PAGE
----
What Causes Turbo Failure & The Symptoms You Should Be Looking Out For
July 25, 2019 at 9:10 AM
A turbocharger, also known as a turbo, is an additional system used by car manufacturers to boost engine power. Turbos are commonly used to deliver the same level of power in smaller cars that's usually found in larger cars.
Almost all manufacturers now offer a turbocharged model in their line-up. It means they can provide smaller engines that produce the same power output while also increasing fuel efficiency. For example, Ford have replaced their old 1.6-litre petrol engine with the new 1.0-litre turbo EcoBoost unit.
How Does A Turbo Work?
In order for a car engine to produce power that drives the wheels, it combines fuel and air. Turbos add more air into the mixture by using the exhaust to spin an air pump (or compressor).
The air pump then pushes extra air into the engine's cylinders, allowing them to burn more fuel per second, and produce more power than a normally-aspirated unit.
Turbos run at incredibly high speeds (up to 250,000rpm) which means they operate under huge pressures and temperatures. Typically, a turbocharger will be paired with cooling systems to cool the oil and hot air.
Turbo Failure Symptoms
There are a number of signs you can look out for to tell if your turbocharger has blown:
If you notice that your car isn't accelerating as powerfully as it used to, or is slow to react to your input, this might be a sign that your turbo is failing.
Similarly, a turbocharged car that struggles to maintain high speeds or isn't able to reach speeds it once could may be experiencing turbo failure.
One of the unexpected advantages of a turbocharger is that it actually makes the engine quieter because it muffles the sound of air intake.
However, if you start to hear a loud, whining noise - a bit like a dentist's drill or police siren - it's a potential symptom of turbo failure.
As the fault gets more serious, the noise will get worse. If you notice a whining from your engine, you should get a professional mechanic to have a look at your car.
When oil leaks into the exhaust system, it produces a distinctive blue/grey smoke as it burns off. This could be caused by a crack in the turbo housing or damaged internal seals.
If this symptom is caused by the turbocharger, you're more likely to see these discoloured fumes as the engine revs increase shortly after idling.
CHECK ENGINE LIGHT
The computer diagnostics on most modern cars are able to pick up turbo faults and the check engine light will appear on the dashboard to notify the driver.
However, the check engine light doesn't solely indicate turbo failure - you will need a professional mechanic to perform further checks to diagnose the exact nature of the engine problem.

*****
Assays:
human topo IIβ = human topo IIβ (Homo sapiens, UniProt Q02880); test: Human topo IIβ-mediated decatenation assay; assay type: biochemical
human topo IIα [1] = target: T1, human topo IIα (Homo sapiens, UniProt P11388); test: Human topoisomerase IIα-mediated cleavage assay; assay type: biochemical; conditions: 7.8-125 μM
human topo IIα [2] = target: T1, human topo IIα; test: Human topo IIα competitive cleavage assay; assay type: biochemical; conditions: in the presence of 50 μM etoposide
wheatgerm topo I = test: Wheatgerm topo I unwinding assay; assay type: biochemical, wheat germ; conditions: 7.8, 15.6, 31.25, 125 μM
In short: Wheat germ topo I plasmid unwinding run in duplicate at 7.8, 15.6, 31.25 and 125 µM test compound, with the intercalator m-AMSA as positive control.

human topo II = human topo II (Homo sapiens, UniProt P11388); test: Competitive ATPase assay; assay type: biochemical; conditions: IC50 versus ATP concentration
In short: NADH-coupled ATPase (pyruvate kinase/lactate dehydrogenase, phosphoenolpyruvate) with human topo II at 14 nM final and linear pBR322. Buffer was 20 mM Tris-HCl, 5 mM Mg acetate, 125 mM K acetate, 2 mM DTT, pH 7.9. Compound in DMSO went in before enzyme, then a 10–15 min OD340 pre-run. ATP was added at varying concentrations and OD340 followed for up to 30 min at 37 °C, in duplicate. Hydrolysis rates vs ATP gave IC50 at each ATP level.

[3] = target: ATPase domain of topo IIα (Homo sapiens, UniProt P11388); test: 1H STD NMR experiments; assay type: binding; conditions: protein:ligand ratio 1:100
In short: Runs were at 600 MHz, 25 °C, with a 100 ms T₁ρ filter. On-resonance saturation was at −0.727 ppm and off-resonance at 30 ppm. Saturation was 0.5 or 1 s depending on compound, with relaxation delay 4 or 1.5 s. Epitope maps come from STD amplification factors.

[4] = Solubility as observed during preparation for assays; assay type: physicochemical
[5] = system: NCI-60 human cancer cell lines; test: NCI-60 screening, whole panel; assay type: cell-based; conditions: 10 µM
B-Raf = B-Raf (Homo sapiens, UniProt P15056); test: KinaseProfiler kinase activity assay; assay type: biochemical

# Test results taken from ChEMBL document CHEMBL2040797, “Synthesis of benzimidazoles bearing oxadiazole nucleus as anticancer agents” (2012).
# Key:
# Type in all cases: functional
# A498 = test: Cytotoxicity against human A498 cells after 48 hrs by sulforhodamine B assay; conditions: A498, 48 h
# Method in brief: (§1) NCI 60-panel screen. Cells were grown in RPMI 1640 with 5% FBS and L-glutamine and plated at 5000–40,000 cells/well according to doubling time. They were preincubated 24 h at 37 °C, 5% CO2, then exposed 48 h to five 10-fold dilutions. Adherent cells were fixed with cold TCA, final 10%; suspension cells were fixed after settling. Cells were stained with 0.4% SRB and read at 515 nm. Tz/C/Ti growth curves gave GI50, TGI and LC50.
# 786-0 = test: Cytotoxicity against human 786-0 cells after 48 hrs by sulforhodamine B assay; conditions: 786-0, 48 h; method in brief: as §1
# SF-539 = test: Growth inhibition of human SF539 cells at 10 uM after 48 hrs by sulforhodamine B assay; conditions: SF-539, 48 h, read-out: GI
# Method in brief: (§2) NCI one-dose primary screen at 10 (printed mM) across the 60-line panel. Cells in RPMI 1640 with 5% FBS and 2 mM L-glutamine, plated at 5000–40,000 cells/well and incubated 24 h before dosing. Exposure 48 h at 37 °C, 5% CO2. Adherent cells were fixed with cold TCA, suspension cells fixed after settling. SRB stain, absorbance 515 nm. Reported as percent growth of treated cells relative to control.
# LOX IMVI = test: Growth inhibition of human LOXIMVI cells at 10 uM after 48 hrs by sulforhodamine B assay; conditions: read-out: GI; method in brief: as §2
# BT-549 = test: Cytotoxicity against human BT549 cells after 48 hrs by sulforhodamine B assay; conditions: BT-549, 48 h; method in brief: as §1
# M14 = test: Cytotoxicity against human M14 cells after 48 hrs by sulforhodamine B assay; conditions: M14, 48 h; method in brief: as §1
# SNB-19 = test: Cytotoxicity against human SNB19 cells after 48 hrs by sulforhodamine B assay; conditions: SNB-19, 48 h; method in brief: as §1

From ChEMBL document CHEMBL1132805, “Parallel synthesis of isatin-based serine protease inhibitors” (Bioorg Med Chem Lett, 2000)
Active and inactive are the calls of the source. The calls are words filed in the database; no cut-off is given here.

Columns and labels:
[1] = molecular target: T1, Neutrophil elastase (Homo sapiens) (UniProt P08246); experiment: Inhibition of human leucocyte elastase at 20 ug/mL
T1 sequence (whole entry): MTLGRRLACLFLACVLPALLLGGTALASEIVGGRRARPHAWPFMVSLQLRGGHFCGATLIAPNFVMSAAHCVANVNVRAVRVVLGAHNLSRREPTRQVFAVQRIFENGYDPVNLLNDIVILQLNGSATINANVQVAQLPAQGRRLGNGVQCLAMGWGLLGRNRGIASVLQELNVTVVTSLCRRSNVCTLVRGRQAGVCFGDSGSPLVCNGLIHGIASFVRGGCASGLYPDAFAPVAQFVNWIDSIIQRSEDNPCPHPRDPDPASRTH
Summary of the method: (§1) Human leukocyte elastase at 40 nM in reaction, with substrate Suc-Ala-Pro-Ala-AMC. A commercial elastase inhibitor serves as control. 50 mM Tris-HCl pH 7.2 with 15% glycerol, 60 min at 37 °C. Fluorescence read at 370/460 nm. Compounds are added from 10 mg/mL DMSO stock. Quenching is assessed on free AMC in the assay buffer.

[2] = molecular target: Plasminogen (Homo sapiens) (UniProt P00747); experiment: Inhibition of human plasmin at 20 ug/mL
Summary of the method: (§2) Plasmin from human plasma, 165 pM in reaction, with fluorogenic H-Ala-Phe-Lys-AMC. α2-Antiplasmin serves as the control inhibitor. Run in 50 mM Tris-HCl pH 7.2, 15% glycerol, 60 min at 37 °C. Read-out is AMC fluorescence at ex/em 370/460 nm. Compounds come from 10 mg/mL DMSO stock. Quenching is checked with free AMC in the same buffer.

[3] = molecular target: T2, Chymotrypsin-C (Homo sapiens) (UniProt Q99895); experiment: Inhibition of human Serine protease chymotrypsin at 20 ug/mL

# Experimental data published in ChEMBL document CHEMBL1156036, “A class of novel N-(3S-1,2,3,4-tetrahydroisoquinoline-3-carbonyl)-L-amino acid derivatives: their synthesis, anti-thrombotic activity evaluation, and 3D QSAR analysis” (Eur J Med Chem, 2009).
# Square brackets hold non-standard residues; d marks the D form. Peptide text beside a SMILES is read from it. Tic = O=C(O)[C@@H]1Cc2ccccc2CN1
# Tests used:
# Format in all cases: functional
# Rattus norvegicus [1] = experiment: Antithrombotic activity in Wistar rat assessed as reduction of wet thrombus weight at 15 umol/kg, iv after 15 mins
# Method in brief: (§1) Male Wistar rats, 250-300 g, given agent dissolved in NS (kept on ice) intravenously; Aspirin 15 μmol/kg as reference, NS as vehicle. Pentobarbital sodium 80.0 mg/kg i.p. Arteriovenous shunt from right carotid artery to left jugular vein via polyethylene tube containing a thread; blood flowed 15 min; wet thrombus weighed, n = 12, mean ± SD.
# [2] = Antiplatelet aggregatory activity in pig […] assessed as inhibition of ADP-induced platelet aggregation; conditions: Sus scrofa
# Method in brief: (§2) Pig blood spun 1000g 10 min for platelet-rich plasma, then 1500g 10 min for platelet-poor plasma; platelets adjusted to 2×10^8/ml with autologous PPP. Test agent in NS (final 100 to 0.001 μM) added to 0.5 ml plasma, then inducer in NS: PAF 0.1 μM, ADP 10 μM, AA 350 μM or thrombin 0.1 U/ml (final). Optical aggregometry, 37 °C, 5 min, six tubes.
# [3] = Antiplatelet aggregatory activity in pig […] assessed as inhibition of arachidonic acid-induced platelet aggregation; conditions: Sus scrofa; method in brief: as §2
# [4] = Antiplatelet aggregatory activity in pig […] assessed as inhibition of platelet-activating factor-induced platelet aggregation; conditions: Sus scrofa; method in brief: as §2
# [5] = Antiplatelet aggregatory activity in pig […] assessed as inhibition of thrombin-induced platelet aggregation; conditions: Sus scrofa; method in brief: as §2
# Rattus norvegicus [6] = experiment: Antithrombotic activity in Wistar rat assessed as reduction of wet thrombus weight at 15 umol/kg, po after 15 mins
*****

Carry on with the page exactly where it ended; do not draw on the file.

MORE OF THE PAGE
What Causes Turbo Failure?
Turbochargers are extremely reliable. In fact, less than 1% of warranty inspections find a fault with the turbo itself; instead, blown turbos are normally the result of problems with engine lubrication or the introduction of foreign objects.
Engine oil is essentially the life blood of your car. It works to lubricate key moving parts, protect them from corrosion and keep them cool while in use.
In terms of the turbocharger, it needs a constant flow of clean, quality oil. A lack of oil (oil starvation), incorrect grade of oil or poor quality oil will lead to a build up of contaminants in the engine (oil contamination). This can cause abrasive damage to the inside of the turbo.
It's important that the engine oil and oil filter are both replaced at the manufacturer's recommended intervals.
If the seals between the compressor and the engine become worn or cracked, oil will leak into the exhaust system. As a result, the turbo has to work harder to increase air pressure.
This problem is also known as over-speeding. Ultimately, it will reduce the efficiency and the boost delivered by the turbo.
A turbocharger is essentially made of two fundamental components: the compressor at the front and the turbine at the back. Sometimes, foreign objects such as dust particles, dirt, leaves and small stones can enter the turbo, either via the compressor inlet or turbine inlet.
If the foreign object enters the compressor housing, it often comes from the air filter. In contrast, if the foreign object causes damage to the turbine, the problem usually originates from the engine itself.
The efficiency of the turbo will be reduced if foreign objects start to damage the compressor wheels or turbine blades. To prevent this happening, your air filter should be serviced and replaced regularly. You should also check your turbo for debris.
WEAR & TEAR
Turbos are designed to last the lifetime of the vehicle (or around 150,000 miles); however, it's possible for them to wear out over time depending on how hard you drive the car and the original build quality of the turbo.
Can I Drive With A Blown Turbo?
Yes, you'll still be able to drive your car if your turbocharger fails; however, engine failure won't be far behind, so only drive on if you have to.
As soon as you spot any of the turbo failure symptoms outlined above, you should get your turbo checked as soon as possible by a qualified technician. The longer you leave it, the worse (and more expensive) the problem will get.
At Dowleys Garage, we can run a diagnostic check to identify the problem and advise on any necessary repairs. Our garage is open 8:30 - 5:30, Monday - Friday and from 9:00 - 12:00 on Saturdays.
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